"Have You Seen...?": A Personal Introduction to 1,000 Films


David Thomson - 2008
    Not content to choose his own top films (though they are here), Thomson has created a list that will surprise and delight you—and send you to your best movie rental service.But he also probes the question: after one hundred years of film, which ones are the best, and why?“Have You Seen . . . ?†suggests a true canon of cinema and one that’s almost completely accessible now, thanks to DVDs. This book is a must for anyone who loves the silver screen: the perfect confection to dip into at any point for a taste of controversy, little-known facts, and ideas about what to see. This is a volume you’ll want to return to again and again, like a dear but argumentative friend in the dark at the movies.

Super Soldiers: A Salute to the Comic Book Heroes and Villains Who Fought for Their Country


Jason Inman - 2019
    They frequently recreate the actions of presidents, military leaders, and soldiers. From Captain America punching Hitler in the jaw on his very first cover, to The Punisher surviving the battle of Firebase Valley Forge, there are countless instances when the military has crossed over to the pages of comic books.Soldiers and superheroes: A veteran of Operation Iraqi Freedom, Jason Inman re-discovered his childhood love of comic books during long days at the Tallil Air Base in southern Iraq. He couldn’t help but ask why so many comic books are filled with service members. Maybe it’s their loyalty to everyday citizens and the never-ending quest for justice. The men and women who lace up their books and sacrifice their lives know that battle can change a person. What kinds of soldiers were these fictional characters, and how were they changed by war?Discover the super soldiers in Marvel comics, DC comics and beyond: Super Soldiers: A Salute to the Comic Book Heroes and Villains Who Fought for Their Country looks at the intersection between war and pop culture to understand these questions and more. Each chapter revisits military comic book characters and compares them to personal stories from Inman’s military career. Describing superhero soldiers from DC comics and Marvel comics, including lesser-known characters lost to time.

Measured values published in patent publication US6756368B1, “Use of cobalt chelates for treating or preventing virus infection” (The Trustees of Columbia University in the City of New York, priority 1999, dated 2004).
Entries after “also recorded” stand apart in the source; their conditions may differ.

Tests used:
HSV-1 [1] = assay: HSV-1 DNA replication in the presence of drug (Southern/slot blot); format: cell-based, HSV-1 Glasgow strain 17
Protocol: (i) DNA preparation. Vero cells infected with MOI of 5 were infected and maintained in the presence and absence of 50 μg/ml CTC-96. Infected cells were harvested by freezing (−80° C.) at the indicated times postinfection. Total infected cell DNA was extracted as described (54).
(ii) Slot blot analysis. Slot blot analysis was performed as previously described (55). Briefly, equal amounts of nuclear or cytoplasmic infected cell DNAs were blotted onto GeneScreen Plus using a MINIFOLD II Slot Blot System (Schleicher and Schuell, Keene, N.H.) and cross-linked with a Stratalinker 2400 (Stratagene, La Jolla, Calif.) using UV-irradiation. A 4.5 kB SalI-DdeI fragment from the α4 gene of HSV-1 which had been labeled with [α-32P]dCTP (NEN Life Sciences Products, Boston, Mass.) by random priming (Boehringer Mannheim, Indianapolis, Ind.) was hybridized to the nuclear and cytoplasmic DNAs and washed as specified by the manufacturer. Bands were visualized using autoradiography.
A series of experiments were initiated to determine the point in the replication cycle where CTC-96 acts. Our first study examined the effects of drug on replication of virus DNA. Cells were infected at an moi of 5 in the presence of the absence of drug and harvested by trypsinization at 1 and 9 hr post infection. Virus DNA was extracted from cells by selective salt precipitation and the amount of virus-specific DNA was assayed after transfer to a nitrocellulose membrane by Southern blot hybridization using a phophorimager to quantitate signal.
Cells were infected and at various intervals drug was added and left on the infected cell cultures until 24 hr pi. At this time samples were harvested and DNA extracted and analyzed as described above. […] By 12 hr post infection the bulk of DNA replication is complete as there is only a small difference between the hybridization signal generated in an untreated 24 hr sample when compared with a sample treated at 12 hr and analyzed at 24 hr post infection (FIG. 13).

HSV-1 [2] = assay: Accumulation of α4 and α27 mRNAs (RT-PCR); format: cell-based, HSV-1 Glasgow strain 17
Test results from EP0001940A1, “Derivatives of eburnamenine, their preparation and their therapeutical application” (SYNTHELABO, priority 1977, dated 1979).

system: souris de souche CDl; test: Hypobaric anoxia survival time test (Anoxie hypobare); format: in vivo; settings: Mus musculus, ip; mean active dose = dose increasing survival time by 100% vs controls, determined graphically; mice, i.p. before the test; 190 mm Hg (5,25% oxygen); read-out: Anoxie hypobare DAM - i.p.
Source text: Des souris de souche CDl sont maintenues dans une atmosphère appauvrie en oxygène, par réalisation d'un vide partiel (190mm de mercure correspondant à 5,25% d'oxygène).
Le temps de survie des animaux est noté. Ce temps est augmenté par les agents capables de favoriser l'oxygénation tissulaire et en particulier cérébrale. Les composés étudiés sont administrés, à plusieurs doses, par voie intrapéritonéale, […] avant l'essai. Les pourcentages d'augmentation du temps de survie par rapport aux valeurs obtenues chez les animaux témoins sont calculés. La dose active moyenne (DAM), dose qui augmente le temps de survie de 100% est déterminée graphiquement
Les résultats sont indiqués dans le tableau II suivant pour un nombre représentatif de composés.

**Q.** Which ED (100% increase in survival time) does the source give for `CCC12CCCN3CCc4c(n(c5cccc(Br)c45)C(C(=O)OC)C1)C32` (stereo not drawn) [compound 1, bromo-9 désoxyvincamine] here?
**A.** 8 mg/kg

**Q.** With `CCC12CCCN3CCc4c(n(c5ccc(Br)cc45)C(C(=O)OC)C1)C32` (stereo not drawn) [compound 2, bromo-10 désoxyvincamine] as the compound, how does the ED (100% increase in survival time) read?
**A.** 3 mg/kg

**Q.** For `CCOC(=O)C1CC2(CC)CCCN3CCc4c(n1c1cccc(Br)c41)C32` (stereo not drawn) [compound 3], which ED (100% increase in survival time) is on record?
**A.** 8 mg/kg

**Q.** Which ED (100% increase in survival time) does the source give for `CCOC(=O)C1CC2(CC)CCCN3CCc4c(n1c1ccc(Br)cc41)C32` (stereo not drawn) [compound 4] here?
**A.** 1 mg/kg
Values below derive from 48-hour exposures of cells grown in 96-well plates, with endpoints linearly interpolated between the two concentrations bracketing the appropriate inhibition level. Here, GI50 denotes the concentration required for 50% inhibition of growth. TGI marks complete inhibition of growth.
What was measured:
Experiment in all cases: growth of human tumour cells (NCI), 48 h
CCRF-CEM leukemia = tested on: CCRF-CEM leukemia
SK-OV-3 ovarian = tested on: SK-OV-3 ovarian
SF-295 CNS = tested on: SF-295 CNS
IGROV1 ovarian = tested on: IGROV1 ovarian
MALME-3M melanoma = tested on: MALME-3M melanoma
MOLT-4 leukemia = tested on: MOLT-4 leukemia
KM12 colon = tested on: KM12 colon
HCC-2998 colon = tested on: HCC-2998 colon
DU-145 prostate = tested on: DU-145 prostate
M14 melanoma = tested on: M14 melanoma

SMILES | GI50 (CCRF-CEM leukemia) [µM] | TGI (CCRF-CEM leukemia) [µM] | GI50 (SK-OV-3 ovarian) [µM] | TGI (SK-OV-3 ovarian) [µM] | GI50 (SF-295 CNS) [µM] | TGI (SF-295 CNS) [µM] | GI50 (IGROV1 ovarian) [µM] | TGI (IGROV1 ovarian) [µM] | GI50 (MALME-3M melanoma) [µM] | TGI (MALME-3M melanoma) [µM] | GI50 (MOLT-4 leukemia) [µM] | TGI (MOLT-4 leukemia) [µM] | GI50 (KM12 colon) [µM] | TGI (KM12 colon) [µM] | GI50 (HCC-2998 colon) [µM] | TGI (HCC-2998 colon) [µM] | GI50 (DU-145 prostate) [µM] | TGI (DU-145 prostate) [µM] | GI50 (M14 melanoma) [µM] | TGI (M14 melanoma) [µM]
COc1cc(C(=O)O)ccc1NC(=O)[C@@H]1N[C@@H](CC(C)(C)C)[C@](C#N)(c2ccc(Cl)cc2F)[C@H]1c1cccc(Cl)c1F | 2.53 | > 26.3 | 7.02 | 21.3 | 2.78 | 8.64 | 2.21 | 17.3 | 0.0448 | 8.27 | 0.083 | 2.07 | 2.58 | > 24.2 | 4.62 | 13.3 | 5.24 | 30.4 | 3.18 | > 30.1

The Classic Ten: The True Story of the Little Black Dress and Nine Other Fashion Favorites


Nancy MacDonell Smith - 2003
    Incorporating sources from history, literature, magazines, and cinema, as well as her own witty anecdotes, Smith has created an engaging, informative guide to modern style.

The Continuing Appeal of Nationalism


Fredy Perlman - 1984
    This is an essential essay for a critical understanding of nationalism.The idea that an understanding of the genocide, that a memory of the holocausts, can only lead people to want to dismantle the system, is erroneous. The continuing appeal of nationalism suggests that the opposite is true-er, namely that an understanding of genocide has led people to mobilize genocidal armies, that the memory of holocausts has led people to perpetrate holocausts. --from the pamphlet

Fatal Decision: Edith Cavell WWI Nurse


Terri Arthur - 2011
    At the request of a brilliant but hot-headed surgeon, Edith went from London to Brussels to create Belgium's first school of nursing. At the height of her success, the German army marched into neutral Belgium and took over her hospital and school. Swept up in the struggle to survive under the repressive and brutal control of the German occupiers, Edith was forced to make a decision when two wounded British soldiers came to her seeking asylum. If she took them in, she would put herself in danger. If she didn't, they would most likely die of infection or by the hands of the Germans. Her decision plunged her into the dangerous and clandestine world of the Belgian underground, where she became an important link in the rescue of Allied soldiers. For nine months, this quiet, religious nurse, went about saving over a thousand soldiers under the very noses of the German command. What happened next is both shocking and suspenseful. It caused a worldwide outrage, shaped American public attitudes of the war, and rocked the German government. Edith Cavell's story is about the profession of nursing, the brutality of war, and the risks of commitment. It is a testament to one woman's courage, resilience, intelligence, and determination to make some sense out of the violence of war. "Patriotism is not enough," said Edith.